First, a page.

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8 things which could be included on the new zero-rated VAT list

| Economic factors

On Thursday (29 March), National Treasury announced that it would set up a panel of experts to consider and review the country’s current list of items that have been zero-rated for VAT.

To ensure the VAT hike is not regressive, the current list of 19 items will remain zero-rated, Treasury said, with the panel of experts considering expanding the list.


“The panel will also consider how specific expenditure programmes can be improves to better target poor and low-income households (eg National School Nutrition Programme, food stamps, etc),” it said.

The panel is expected to deliver its first report by 30 June 2018, in time to be included in draft regulations being compiled in July 2018.

What could be zero-rated?

The idea of expanding South Africa’s list of zero-rated items is not a new one and is often discussed during budget-time as a means of softening the blow on South Africa’s poorest.

In a report released on 21 February, Wits’ Corporate Strategy and Industrial Development (CSID) Research Programme outlined the effects of the increase in the VAT rate from 14% to 15% and the advantages of expanding the list of zero-rated items.

It noted that taxes on goods (VAT plus excise duty) hit the poor hardest and that the lowest earning 10% spend 13.8% of their disposable income on these taxes compared to 12.6% of the highest earning 10%.

“The Davis Tax Committee admits that raising the VAT rate would increase inequality. It would also make basic goods more expensive and necessitate a proportional increase in social grants and wages in order to maintain the buying power of the poor and workers,” it said.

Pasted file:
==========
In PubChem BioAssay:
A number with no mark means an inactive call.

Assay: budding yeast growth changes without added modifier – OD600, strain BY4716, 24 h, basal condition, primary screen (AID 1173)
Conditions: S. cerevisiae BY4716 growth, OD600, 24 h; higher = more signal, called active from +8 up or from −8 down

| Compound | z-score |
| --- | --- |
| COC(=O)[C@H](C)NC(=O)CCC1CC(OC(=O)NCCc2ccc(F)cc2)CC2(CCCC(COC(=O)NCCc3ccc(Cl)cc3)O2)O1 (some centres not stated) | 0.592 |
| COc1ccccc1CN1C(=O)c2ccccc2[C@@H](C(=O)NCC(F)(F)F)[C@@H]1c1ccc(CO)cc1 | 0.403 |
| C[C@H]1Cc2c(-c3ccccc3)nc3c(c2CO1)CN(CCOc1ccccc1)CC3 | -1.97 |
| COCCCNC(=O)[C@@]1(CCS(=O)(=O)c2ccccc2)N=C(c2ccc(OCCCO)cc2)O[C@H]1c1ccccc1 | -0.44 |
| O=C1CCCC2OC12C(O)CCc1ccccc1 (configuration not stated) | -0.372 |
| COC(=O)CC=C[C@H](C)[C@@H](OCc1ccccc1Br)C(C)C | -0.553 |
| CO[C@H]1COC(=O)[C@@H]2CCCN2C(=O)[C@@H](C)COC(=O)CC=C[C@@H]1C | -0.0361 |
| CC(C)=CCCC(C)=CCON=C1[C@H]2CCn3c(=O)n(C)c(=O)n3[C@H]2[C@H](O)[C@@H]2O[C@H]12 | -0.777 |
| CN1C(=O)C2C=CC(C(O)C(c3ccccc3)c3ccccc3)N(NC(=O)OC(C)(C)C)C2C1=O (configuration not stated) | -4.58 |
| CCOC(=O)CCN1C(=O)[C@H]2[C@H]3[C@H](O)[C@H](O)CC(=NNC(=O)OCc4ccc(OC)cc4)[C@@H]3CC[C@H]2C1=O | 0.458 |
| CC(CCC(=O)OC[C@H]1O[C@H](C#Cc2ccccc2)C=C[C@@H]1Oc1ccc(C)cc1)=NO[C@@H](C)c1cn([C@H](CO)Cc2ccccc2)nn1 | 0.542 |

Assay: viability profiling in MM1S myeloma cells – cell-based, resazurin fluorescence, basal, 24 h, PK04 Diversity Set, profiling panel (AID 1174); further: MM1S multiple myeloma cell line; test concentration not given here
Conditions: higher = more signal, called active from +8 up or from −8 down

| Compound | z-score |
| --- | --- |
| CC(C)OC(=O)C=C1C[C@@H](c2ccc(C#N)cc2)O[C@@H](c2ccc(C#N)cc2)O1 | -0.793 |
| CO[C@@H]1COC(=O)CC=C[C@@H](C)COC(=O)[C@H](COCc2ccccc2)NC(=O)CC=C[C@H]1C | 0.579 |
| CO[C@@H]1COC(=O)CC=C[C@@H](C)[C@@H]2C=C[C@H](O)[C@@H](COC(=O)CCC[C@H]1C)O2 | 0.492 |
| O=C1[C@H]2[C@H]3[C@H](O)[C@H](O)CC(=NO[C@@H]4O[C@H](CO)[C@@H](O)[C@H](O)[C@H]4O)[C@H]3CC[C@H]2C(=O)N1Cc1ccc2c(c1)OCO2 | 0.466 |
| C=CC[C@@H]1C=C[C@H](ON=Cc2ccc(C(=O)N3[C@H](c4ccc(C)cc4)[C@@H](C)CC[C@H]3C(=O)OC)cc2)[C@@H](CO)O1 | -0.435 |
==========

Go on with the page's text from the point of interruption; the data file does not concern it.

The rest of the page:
“At the same time, the statistical model used by the National Treasury to support a VAT increase rests on highly improbable assumptions,” it said.

While the rest of the report also reads strongly against an increase in the VAT rate, it does outline how the blow may be softened by expanding the list of zero-rated items.

These include targeting goods bought by the poor, the report said, and include items such as:

  • Bread (currently only brown bread is zero-rated)
  • Poultry
  • Flour
  • Candles
  • Soap
  • Basic medicines
  • Pay-as-you-go airtime
  • Education-related goods

“While this (increase in items) will also benefit higher-income earners the share of disposable income spent on these goods by the poor is higher,” the report found.

“Even taking into account the benefit to wealthier households and the potential capture of some gains by retailers, this will have positive distributional outcomes (and generally no less so than other pro-poor government policies excepting social grants which are highly redistributive).

“It will also assist in ensuring basic needs of poorer households are met,” it states.

For reference you can find the complete list of current zero-rated food items in South Africa:

  • Brown bread
  • Maize meal
  • Samp
  • Mielie rice
  • Dried mielies
  • Dried beans
  • Lentils
  • Pilchards in tins
  • Milk powder
  • Dairy powder blend
  • Rice
  • Vegetables
  • Fruit
  • Vegetable oil
  • Milk
  • Cultured milk
  • Brown wheaten meal
  • Eggs
  • Edible legumes
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